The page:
by Catherine Delahunty
Last night Gareth Hughes and I completed an urban tour where we met community activists and organisers working on a range of threats to the environment from mining. We had great meetings in Auckland, Hamilton, Wellington, Christchurch and Dunedin. At each meeting we shared information about deep sea drilling, seabed mining, fracking, lignite mining, underground coal gasification, coal and gold mining proposals. We also covered the map with our knowledge of applications for different types of risky activities from Te Tai Tokerau to Invercargill and out to the Raukumara basin, the Kermadec trench and the Chatham Rise.
The audiences were quick to recognise that this is a national issue. The Government is working closely with the oil, gas and mining industries to facilitate extraction of New Zealand’s finite resources. As well as the issues of ocean, water and soil pollution there were overarching concerns about mining’s contribution to climate change and foreign control of our resources. People were upset with our low tax and royalties rates for the mining industry, and Government subsidies for industry such as the $25 million of taxpayer money which has paid for seismic surveys and the analysis of seismic data.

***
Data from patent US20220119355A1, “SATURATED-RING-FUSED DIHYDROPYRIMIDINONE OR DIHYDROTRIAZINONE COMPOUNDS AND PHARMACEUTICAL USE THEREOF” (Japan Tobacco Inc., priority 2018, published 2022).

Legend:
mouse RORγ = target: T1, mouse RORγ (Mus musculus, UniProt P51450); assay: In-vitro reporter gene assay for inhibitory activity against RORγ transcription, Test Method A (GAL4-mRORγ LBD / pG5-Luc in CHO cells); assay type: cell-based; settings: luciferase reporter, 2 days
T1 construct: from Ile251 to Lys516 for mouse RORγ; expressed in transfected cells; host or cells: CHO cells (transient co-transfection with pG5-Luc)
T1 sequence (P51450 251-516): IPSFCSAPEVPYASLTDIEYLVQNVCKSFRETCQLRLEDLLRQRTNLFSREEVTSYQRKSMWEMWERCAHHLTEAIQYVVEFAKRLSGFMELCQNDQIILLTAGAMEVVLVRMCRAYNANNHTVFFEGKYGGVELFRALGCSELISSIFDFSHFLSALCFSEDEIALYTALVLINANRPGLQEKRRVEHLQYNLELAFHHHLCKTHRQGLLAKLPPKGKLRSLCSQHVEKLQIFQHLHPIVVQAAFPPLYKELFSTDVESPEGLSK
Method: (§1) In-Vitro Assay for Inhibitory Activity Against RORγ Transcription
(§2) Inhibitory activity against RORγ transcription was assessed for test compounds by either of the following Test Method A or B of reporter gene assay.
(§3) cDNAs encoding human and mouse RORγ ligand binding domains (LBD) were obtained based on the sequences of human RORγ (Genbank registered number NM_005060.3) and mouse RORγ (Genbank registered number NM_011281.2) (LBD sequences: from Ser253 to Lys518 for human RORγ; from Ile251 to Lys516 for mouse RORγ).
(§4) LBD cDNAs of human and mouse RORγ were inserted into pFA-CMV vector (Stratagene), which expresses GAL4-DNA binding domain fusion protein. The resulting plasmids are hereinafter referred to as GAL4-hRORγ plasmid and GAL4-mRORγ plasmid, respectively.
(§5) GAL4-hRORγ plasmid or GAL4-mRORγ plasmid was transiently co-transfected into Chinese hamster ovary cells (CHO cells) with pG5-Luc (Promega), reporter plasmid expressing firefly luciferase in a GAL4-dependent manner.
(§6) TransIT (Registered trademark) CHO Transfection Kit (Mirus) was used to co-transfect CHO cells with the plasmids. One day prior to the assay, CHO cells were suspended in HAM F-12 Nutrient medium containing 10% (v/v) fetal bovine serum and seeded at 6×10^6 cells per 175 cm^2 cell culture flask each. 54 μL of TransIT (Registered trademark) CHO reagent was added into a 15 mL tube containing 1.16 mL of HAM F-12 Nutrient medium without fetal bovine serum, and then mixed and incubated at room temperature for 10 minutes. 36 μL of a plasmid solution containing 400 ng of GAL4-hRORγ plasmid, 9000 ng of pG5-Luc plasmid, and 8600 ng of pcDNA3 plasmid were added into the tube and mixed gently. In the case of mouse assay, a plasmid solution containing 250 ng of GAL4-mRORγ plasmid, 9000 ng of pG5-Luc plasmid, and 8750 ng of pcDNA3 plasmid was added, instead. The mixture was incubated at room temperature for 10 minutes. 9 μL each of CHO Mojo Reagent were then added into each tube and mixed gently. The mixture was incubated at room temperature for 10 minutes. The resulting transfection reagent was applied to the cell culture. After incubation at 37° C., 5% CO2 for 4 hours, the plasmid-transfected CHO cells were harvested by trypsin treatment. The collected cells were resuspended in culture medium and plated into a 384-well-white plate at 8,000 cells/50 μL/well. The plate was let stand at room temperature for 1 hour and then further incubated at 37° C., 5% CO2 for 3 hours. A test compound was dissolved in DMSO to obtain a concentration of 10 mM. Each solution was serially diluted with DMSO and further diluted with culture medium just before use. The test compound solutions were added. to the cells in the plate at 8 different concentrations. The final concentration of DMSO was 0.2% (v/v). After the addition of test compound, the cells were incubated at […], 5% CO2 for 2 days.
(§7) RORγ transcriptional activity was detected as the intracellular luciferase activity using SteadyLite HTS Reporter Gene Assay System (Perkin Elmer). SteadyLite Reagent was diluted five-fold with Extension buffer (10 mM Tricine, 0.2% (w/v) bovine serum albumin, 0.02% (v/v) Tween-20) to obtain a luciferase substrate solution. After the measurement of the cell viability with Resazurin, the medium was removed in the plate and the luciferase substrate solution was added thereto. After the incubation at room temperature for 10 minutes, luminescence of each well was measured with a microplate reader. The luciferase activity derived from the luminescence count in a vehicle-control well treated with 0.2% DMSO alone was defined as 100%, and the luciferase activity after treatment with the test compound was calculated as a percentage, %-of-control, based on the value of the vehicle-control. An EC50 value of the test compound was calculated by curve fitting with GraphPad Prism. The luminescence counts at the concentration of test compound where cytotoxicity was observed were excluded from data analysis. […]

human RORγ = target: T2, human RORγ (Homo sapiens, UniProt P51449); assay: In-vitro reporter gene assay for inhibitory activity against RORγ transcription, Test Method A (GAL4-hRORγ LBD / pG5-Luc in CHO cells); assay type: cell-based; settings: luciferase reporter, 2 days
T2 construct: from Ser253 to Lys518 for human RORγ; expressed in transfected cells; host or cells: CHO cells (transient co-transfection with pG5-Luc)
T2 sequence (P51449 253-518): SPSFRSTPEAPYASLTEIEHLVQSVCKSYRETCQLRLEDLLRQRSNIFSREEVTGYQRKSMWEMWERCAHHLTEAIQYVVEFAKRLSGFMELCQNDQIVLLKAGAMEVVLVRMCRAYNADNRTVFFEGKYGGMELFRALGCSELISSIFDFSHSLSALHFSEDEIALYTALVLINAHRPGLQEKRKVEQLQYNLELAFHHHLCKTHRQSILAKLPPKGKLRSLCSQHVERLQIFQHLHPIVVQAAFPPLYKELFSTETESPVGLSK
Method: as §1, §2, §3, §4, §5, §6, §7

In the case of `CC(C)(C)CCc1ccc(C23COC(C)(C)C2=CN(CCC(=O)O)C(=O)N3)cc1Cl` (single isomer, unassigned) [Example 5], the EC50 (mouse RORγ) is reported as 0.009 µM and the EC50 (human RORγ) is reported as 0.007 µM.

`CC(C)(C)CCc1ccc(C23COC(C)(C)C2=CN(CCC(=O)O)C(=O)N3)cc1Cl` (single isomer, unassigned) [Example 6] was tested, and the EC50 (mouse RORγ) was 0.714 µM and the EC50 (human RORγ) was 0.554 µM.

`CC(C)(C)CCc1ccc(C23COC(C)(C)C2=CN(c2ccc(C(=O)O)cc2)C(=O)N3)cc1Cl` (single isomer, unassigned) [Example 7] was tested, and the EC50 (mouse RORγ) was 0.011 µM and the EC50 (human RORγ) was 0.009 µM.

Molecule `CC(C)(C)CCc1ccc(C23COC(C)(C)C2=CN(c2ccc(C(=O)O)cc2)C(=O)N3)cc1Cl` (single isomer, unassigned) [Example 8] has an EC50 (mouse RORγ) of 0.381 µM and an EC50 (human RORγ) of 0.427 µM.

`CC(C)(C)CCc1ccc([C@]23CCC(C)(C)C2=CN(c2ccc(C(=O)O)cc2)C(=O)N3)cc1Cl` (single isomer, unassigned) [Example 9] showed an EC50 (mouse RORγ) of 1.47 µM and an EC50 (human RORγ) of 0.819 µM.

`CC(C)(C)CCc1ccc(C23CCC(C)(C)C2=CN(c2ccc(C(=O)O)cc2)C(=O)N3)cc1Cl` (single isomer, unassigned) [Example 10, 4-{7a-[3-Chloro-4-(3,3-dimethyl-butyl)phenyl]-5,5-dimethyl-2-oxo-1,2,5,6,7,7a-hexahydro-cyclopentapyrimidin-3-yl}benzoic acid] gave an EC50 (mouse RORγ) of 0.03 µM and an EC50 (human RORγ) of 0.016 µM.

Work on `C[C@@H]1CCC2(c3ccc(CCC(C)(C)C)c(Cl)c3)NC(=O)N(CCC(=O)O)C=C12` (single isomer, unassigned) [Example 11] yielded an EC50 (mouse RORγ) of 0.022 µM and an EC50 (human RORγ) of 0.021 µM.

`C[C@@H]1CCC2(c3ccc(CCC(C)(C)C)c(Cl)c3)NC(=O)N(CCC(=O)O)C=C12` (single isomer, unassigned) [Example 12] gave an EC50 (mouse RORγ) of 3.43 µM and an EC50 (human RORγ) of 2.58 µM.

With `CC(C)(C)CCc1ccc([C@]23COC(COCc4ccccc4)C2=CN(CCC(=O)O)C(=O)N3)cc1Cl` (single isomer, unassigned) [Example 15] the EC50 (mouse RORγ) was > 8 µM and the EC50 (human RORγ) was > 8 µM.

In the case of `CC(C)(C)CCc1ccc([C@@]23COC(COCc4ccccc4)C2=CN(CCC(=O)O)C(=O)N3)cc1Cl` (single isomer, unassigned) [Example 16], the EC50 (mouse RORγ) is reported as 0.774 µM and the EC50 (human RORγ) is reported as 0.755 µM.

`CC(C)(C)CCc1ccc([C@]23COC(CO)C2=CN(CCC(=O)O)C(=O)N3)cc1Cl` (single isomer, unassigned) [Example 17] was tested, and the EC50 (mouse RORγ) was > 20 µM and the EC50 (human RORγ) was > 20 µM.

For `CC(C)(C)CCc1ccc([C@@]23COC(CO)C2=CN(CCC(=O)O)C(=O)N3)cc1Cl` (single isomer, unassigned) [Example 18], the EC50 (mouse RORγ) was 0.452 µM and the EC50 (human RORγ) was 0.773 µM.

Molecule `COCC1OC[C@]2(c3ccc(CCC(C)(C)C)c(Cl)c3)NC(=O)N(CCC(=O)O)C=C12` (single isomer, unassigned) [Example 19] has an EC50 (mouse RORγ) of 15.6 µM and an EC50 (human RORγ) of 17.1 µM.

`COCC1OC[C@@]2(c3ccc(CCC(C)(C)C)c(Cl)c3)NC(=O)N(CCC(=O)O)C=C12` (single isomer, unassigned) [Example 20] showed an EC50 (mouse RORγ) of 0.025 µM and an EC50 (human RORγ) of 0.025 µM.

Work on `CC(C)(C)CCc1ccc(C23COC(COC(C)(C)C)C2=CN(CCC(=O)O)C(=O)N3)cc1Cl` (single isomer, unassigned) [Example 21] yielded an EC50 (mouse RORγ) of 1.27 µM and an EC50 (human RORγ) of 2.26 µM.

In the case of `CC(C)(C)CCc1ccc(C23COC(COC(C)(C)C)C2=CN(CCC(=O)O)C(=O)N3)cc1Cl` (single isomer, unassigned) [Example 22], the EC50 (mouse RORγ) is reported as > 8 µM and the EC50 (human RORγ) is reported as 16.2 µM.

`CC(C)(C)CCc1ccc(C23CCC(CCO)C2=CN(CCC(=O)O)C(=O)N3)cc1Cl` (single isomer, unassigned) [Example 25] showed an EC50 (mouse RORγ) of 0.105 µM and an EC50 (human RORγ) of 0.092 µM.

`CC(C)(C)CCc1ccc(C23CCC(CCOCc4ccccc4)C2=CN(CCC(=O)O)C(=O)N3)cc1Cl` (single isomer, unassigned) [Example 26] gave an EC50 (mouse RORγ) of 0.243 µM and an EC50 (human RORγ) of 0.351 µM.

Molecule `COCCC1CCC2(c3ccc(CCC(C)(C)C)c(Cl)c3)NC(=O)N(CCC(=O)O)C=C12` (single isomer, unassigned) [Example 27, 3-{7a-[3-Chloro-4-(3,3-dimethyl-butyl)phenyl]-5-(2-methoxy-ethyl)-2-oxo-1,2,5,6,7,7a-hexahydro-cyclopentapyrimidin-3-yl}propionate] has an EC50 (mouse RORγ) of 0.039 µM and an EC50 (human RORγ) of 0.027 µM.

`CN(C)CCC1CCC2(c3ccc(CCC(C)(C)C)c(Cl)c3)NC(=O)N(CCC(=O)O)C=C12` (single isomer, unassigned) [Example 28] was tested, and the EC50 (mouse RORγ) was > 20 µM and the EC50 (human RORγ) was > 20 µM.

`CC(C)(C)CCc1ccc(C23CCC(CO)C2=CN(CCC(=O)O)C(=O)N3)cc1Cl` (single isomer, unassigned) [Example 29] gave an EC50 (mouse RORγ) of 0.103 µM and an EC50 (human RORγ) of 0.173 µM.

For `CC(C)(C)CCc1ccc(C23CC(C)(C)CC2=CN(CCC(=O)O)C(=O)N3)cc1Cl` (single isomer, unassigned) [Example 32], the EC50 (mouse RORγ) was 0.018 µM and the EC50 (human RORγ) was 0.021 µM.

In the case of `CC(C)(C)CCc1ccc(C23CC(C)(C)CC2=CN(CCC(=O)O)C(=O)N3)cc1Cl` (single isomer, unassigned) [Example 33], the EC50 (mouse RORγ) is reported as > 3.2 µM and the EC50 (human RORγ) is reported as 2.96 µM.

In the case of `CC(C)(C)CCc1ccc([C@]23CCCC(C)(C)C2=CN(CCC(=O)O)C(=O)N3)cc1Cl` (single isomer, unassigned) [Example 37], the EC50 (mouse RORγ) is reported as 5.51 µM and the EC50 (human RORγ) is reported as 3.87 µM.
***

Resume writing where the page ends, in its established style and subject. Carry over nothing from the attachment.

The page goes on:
Each meeting was different but in each place people were using the events to build networks and share the many strategies they have to stop destructive mining in New Zealand. As was discussed, there are particular opportunities to challenge the dirty mining technologies in urban areas. The Bathurst Mining protest in support of Denniston plateau was a great urban success in the heart of Wellington.
Everywhere people were supporting the Greens stand against assets sales and wanted Solid Energy to stay a state asset. We talked about alternatives to the “drill it, mine, it, sell it off” strategy including the promotion of green energy technology, clean food production and valuing the environment as the real economy.
Highlights of the tour included hearing from the Coordinator of Coromandel Watchdog at the Auckland meeting, working with tangata whenua and campus Greens to plan awareness work in the Waikato, sharing the Wellington stage with Caleb Behn from the Salteaux First Nation in Canada about the impacts of fracking on his territory, meeting the Kaikōura anti frackers who had just achieved a ban on fracking alongside the Christchurch ban, and meeting the Southland lignite crew who drove all the way to our Dunedin meeting.
Gareth and I were inspired by the creativity and commitment of communities and we will tour again later this year with more information on creating sustainable jobs and protecting the environment as a positive future for Aotearoa.
The clear message from the people to the Government on these issues “when you are in a hole stop digging!”